Guided Tours

Russians are now organizing guided tours among the ruins of the Mariupol drama theater where 600 civilians were murdered recently by Russian airstrikes. I saw a video. The tour guide is youngish, nice-looking. She giggles and looks excited to be there.

TV Harms

I remember when I first came to Canada, there was this commercial on TV. Maybe some of you will remember it. There was this really obese little boy sitting at the table. I had never seen this kind of obesity before, so it was already a shock. The boy was eating something covered in a thick layer of barbecue sauce. His face, his hands, everything was completely grimy because of that sauce.

I was so horrified by the ad that I never tried barbecue sauce. Always avoided it because even hearing the words made me want to gag. I have no idea what the commercial was trying to sell. Napkins, detergent, paper towels? Maybe even barbecue sauce, although I don’t think anybody could be crazy enough to see those images as appetizing. But I conceived a decades-long disgust of barbecue sauce.

Finally, twenty years later I closed the Gestalt by tasting barbecue sauce in Canada today and discovering that it’s quite nice.

Throw Away the App

Here’s an example of what I’m talking about. I’ve been crossing the border into Canada for 20 years. Back then, we had paper declaration forms we’d fill out. Remember those?

Now instead of the paper declarations, there are beautiful, sleek machines at the airport. And there’s an app. You can’t enter Canada without the app. But the app and the machine didn’t make the process of entering the country faster or easier. To the contrary. Yesterday, I arrived in a 40% empty airplane from Chicago and waited in a line the likes of which I hadn’t seen in 20 years. It took 1 hour 45 minutes to cross the border. I’m a citizen, I had all the paperwork, the vaccine passport, the negative COVID test. And yet it took this insane amount of time. In 1998, it had taken less than half this time actually to go through the immigration process at that border. Surely, it shouldn’t be easier to immigrate than come home as a citizen.

I’m all for technology making things easier. But it often doesn’t. Here it clearly did not because I’m telling you, this is the first time in two decades that I’ve seen anything similar at this border control. You go through all these apps and machines but at the end of the line, you still end up having the exact same conversation with the exact same tired border officer that you always did. All I’m suggesting is that we throw away the technology and go straight to the conversation.

And by the way, at that same airport, the process of crossing the border back to the US isn’t encumbered by apps and machines, and it goes in a flash. Let’s keep that in mind before some enterprising fellow gets a contract to build some stupid app that will create massive delays and make everybody’s lives harder.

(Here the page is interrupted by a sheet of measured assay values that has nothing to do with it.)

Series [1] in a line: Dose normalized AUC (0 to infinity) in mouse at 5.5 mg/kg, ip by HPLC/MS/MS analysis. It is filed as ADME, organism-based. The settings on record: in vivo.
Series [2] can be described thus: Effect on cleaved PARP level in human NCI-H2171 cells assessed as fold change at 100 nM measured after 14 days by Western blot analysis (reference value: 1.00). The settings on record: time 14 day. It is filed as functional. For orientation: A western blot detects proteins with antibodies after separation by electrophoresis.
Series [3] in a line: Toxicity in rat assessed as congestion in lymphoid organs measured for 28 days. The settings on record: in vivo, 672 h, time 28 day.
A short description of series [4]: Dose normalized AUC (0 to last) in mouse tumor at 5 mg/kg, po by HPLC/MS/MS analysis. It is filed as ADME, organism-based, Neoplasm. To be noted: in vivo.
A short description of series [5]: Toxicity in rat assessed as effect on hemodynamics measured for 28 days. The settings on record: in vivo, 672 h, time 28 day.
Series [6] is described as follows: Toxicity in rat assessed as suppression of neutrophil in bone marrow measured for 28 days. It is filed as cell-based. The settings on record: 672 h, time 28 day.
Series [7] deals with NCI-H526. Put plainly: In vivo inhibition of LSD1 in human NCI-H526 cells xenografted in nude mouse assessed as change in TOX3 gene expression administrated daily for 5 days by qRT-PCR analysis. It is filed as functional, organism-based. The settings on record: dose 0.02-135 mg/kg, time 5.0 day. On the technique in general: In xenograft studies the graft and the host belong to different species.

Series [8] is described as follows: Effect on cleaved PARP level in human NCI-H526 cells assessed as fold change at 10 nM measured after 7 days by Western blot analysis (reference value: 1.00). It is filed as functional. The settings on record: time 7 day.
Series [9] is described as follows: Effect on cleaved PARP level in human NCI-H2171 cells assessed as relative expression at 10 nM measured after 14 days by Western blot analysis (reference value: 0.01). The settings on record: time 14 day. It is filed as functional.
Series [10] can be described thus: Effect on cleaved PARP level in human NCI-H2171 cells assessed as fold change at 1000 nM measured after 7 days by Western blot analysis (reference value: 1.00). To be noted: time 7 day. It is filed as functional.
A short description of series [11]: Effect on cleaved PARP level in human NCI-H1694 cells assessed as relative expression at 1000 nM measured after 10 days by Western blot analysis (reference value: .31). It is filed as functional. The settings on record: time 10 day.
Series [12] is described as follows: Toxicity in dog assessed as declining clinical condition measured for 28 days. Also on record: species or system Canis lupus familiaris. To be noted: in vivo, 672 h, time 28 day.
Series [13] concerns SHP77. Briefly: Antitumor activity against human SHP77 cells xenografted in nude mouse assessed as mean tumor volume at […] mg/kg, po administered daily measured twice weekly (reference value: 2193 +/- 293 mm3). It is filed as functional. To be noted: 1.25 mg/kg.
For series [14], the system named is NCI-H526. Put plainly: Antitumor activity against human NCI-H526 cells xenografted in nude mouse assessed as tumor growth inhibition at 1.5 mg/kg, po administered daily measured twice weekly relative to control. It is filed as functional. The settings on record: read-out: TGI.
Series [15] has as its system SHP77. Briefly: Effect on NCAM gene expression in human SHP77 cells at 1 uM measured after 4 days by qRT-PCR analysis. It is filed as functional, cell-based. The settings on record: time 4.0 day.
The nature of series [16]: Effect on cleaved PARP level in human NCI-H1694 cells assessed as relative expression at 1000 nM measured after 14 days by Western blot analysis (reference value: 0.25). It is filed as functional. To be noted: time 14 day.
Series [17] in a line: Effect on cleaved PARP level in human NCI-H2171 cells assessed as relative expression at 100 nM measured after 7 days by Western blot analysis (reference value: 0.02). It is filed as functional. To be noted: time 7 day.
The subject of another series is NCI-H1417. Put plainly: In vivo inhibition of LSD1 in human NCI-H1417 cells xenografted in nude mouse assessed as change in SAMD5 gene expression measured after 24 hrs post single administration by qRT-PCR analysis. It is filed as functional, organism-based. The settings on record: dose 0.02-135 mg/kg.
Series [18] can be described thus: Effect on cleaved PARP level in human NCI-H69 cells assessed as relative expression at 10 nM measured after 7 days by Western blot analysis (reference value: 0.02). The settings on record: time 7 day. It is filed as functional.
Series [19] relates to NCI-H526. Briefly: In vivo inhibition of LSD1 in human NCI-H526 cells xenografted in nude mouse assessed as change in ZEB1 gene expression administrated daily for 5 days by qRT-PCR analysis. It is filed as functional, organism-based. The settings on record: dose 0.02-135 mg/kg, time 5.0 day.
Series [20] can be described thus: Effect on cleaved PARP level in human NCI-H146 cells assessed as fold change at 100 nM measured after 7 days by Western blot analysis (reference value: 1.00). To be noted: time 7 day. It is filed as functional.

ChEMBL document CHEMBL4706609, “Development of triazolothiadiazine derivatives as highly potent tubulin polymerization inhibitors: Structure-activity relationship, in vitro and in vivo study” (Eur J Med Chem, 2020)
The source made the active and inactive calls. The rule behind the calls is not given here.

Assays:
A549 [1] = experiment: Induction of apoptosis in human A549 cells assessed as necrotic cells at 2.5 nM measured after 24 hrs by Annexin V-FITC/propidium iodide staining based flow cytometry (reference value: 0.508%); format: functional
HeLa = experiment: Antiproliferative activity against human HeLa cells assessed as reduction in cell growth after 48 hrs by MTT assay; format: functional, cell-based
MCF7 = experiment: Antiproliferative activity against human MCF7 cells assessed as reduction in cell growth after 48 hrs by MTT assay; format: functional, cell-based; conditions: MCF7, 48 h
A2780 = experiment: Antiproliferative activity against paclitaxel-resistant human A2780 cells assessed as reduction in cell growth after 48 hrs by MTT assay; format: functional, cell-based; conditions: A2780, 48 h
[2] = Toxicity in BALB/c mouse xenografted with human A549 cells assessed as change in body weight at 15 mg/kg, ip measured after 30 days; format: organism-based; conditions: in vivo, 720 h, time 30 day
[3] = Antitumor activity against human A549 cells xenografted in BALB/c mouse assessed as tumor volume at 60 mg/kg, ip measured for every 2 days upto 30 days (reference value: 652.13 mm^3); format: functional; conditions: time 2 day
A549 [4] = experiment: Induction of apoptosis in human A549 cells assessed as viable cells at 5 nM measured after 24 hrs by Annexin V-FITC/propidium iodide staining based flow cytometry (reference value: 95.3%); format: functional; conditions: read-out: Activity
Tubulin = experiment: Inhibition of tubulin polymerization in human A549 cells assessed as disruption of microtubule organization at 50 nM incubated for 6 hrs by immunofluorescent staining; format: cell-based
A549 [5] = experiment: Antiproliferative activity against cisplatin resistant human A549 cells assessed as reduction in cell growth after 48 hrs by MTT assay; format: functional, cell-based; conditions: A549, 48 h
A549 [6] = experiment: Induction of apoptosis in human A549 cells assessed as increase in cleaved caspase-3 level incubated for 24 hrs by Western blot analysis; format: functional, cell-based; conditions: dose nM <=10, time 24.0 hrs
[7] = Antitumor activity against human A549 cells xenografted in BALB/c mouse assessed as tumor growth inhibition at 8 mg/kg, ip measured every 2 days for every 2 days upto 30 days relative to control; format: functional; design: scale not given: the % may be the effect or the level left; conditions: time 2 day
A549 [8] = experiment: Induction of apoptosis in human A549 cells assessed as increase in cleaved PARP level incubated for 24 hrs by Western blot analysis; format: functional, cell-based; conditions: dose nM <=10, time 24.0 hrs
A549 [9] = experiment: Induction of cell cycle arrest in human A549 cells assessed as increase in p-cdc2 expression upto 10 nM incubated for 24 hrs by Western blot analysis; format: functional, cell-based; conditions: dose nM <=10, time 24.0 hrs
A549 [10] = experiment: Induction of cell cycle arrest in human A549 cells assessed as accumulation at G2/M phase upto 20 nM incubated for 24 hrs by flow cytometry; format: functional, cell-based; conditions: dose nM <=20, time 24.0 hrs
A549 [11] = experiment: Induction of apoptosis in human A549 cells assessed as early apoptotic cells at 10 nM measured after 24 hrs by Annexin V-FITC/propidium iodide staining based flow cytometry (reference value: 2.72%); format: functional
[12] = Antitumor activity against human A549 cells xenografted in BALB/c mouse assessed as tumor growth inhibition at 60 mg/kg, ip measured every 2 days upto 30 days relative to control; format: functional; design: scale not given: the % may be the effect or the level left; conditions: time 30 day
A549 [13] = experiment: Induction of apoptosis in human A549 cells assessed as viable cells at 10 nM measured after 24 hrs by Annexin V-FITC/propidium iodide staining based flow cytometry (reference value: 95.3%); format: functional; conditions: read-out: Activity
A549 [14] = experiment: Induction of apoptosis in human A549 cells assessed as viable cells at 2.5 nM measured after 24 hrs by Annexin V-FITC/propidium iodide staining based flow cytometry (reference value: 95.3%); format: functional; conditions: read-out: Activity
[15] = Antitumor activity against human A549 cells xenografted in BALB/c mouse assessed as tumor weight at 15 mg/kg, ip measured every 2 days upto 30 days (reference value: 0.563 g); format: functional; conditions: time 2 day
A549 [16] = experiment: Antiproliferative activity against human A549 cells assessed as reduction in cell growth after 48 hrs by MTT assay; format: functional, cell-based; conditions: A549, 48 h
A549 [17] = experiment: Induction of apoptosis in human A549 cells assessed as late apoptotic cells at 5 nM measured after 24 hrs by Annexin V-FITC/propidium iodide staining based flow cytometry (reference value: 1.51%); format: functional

Whenever one criticizes the way things are going, immediately a bunch of people arrives to tell one that there’s always pushback against innovation, but then everybody accepts it, and remember the Luddites?

I have no idea why the poor Luddites always get dragged out as an example. They are an unimportant oddity. There are, however, many examples of when humanity was going in a certain direction but then realized things weren’t working and changed course.

I’m sure everybody on here read some Dickens or Zola. Or Upton Sinclair. What was capitalism like in the 19th century or the early 20th? Child labor, 16-hour workdays, no weekends, starving workers living in hovels, etc. That model was clearly defective. It was producing really bad results. And it got corrected towards something not perfect (because nothing is) but clearly enormously better.

Or I don’t know, take the Franco dictatorship. Things were really bad. People were starving. Nothing worked. And even Franco, dumb as he was, figured out that hey, we need to try something different. He changed course, and Spain experienced an economic miracle.

So when people tell me that “you can’t turn back technological progress, don’t be a Luddite, there’s no walking away from this,” I don’t see why that should be true. I’m pro-capitalism, and what I know about capitalism is that it’s extremely agile. It can change course, turn around, and retract once the existing model becomes to threaten the capitalism’s existence.

Neoliberalism is a dead end of capitalism. We can turn around and walk away any time. And I’m sure we will.

Tiny Habits

The concept of tiny habits is actually pretty cool. Instead of setting yourself the lofty and vague goal of “I’ll work on my novel”, you say “I’ll open the document and reread something I wrote before for 5 minutes.” Or “I’ll open the document and add 15 new words.”

The risk of failure is pretty non-existent with these tiny goals. As a result, you don’t weigh down the activity with guilt and expectations.

Another example: instead of saying “I’ll clean the house,” say “every time I have a cup of coffee at home, I’ll put one thing in its place.”

I want to read more.” Read one sentence a day. If more sentences happen after that, it’s a bonus. But the goal is one a day.

Disclaimer: I’m not working on a novel. It’s only an example. But the method is cool.